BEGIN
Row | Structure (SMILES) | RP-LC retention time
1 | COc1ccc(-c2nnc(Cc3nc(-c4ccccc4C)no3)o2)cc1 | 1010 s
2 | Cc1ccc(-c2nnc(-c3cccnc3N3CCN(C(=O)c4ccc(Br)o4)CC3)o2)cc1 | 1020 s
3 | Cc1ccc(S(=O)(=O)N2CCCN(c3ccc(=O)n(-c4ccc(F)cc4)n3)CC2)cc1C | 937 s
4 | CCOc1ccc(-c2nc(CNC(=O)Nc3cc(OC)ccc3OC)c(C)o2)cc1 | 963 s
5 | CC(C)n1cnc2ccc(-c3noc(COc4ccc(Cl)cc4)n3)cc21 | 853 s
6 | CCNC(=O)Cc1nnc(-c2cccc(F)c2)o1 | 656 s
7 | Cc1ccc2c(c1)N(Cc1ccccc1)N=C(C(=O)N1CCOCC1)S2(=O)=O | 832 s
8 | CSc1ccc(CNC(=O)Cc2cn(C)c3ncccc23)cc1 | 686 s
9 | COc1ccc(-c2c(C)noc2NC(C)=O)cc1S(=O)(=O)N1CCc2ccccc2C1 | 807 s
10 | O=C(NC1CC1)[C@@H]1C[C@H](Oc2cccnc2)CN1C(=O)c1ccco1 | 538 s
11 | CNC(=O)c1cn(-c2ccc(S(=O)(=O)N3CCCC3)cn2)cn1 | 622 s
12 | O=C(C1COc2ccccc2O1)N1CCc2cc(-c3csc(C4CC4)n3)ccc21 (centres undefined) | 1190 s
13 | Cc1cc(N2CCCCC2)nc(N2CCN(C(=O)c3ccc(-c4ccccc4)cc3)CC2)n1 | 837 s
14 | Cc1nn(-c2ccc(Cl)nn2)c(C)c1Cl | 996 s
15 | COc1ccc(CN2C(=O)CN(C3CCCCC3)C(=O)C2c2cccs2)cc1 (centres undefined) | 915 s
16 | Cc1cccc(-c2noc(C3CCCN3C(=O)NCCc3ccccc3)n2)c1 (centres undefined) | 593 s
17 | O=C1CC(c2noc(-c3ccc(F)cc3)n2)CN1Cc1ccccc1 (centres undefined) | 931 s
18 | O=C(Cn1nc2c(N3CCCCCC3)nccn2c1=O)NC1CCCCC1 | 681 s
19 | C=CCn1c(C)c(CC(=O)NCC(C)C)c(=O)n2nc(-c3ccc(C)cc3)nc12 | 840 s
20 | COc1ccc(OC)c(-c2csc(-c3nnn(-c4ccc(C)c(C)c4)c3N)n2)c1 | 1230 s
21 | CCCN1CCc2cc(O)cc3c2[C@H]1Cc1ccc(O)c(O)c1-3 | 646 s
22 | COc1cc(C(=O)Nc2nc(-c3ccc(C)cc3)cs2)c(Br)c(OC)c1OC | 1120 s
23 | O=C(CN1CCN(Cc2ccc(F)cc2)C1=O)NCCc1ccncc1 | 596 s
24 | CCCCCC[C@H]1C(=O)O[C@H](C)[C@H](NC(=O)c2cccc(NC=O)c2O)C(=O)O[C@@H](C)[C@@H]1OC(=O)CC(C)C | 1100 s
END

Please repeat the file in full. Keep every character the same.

Row | Structure (SMILES) | RP-LC retention time
1 | COc1ccc(-c2nnc(Cc3nc(-c4ccccc4C)no3)o2)cc1 | 1010 s
2 | Cc1ccc(-c2nnc(-c3cccnc3N3CCN(C(=O)c4ccc(Br)o4)CC3)o2)cc1 | 1020 s
3 | Cc1ccc(S(=O)(=O)N2CCCN(c3ccc(=O)n(-c4ccc(F)cc4)n3)CC2)cc1C | 937 s
4 | CCOc1ccc(-c2nc(CNC(=O)Nc3cc(OC)ccc3OC)c(C)o2)cc1 | 963 s
5 | CC(C)n1cnc2ccc(-c3noc(COc4ccc(Cl)cc4)n3)cc21 | 853 s
6 | CCNC(=O)Cc1nnc(-c2cccc(F)c2)o1 | 656 s
7 | Cc1ccc2c(c1)N(Cc1ccccc1)N=C(C(=O)N1CCOCC1)S2(=O)=O | 832 s
8 | CSc1ccc(CNC(=O)Cc2cn(C)c3ncccc23)cc1 | 686 s
9 | COc1ccc(-c2c(C)noc2NC(C)=O)cc1S(=O)(=O)N1CCc2ccccc2C1 | 807 s
10 | O=C(NC1CC1)[C@@H]1C[C@H](Oc2cccnc2)CN1C(=O)c1ccco1 | 538 s
11 | CNC(=O)c1cn(-c2ccc(S(=O)(=O)N3CCCC3)cn2)cn1 | 622 s
12 | O=C(C1COc2ccccc2O1)N1CCc2cc(-c3csc(C4CC4)n3)ccc21 (centres undefined) | 1190 s
13 | Cc1cc(N2CCCCC2)nc(N2CCN(C(=O)c3ccc(-c4ccccc4)cc3)CC2)n1 | 837 s
14 | Cc1nn(-c2ccc(Cl)nn2)c(C)c1Cl | 996 s
15 | COc1ccc(CN2C(=O)CN(C3CCCCC3)C(=O)C2c2cccs2)cc1 (centres undefined) | 915 s
16 | Cc1cccc(-c2noc(C3CCCN3C(=O)NCCc3ccccc3)n2)c1 (centres undefined) | 593 s
17 | O=C1CC(c2noc(-c3ccc(F)cc3)n2)CN1Cc1ccccc1 (centres undefined) | 931 s
18 | O=C(Cn1nc2c(N3CCCCCC3)nccn2c1=O)NC1CCCCC1 | 681 s
19 | C=CCn1c(C)c(CC(=O)NCC(C)C)c(=O)n2nc(-c3ccc(C)cc3)nc12 | 840 s
20 | COc1ccc(OC)c(-c2csc(-c3nnn(-c4ccc(C)c(C)c4)c3N)n2)c1 | 1230 s
21 | CCCN1CCc2cc(O)cc3c2[C@H]1Cc1ccc(O)c(O)c1-3 | 646 s
22 | COc1cc(C(=O)Nc2nc(-c3ccc(C)cc3)cs2)c(Br)c(OC)c1OC | 1120 s
23 | O=C(CN1CCN(Cc2ccc(F)cc2)C1=O)NCCc1ccncc1 | 596 s
24 | CCCCCC[C@H]1C(=O)O[C@H](C)[C@H](NC(=O)c2cccc(NC=O)c2O)C(=O)O[C@@H](C)[C@@H]1OC(=O)CC(C)C | 1100 s